Survival at 40 Below
Debbie Miller & Jon Van Zyle
Walker, 2010 (2010)
Reviewed by Bob Walch
Inch by inch, the layer of snow deepens with each winter storm. On a frigid January day, the temperature plummets to 40 below zero. Thick pond ice cracks and makes eerie sounds. The fluffy quilt of snow insulates and protects the many animals, plants, and insects beneath it.
his picture of a frigid day in the Gates of the Arctic National Park and Preserve in Alaska is just one of many Debbie Miller paints of how the creatures who dwell above the Arctic Circle have adjusted to the extreme weather conditions encountered during the winter months.
oving through the seasons, the animals must prepare during the short summer months for what awaits them once the snow returns to the north. Chickadees, gray jays, and red squirrels prepare caches of food for the winter while the deer shed their old coats and grow new dense fur to ward off the upcoming cold.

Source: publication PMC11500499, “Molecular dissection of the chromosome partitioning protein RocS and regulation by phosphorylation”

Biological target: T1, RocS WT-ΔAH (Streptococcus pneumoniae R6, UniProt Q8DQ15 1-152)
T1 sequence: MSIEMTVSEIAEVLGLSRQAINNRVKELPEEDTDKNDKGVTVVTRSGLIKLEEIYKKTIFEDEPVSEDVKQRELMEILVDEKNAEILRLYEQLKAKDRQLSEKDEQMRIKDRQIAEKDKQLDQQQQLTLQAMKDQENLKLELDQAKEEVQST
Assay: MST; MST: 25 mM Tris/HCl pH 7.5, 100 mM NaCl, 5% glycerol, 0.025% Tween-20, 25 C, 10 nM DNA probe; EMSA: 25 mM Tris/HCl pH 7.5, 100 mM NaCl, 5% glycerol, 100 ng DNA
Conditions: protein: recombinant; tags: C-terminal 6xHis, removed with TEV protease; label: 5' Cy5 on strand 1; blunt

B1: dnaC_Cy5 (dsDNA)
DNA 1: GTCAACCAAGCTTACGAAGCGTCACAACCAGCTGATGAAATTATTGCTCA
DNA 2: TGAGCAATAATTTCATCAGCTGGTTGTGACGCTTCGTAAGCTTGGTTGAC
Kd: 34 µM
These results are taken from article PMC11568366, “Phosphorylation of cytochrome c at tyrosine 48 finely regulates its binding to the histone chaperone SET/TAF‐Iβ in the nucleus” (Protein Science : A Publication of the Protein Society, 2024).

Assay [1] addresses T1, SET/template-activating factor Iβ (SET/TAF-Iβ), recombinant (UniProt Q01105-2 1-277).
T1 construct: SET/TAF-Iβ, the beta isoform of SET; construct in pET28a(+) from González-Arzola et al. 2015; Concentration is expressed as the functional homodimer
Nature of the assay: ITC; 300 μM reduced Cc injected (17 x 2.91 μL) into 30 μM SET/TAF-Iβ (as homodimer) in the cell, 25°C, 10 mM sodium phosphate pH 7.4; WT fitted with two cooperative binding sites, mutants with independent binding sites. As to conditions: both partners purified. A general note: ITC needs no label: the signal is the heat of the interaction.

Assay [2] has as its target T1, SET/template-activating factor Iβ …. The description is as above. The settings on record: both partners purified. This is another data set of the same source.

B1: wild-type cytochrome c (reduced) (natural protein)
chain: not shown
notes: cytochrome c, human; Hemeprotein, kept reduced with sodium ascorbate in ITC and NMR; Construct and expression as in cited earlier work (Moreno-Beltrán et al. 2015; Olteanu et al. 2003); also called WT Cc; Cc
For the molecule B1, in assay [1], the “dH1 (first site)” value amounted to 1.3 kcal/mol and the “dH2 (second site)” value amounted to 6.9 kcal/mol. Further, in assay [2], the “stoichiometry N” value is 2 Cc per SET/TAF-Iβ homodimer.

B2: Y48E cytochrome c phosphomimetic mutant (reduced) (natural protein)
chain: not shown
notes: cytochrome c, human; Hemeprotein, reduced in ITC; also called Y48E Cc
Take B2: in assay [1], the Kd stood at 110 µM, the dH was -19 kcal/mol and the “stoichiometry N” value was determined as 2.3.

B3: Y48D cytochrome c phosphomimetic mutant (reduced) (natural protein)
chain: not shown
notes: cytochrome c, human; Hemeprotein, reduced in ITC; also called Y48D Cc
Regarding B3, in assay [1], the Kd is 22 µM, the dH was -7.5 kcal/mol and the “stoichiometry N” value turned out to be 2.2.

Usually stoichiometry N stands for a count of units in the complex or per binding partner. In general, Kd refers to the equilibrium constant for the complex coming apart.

ther creatures will rely on special traits to make it through the eight months of winter. The wood frog partially freezes itself in hibernation while the wooly bear caterpillar relies on a special antifreeze substance that prevents ice from forming in its body.
hether they burrow into the earth to survive, grow protective coats, or find a snug den to hibernate, the animals that live in this region have learned to adapt to survive on the tundra.
on Van Zyle's illustrations accompany Miller's text that explains how survival at 40 below is possible. Children seven and older will find this a fascinating description of the creatures that live above the Arctic Circle and how they adjust to severe weather conditions.
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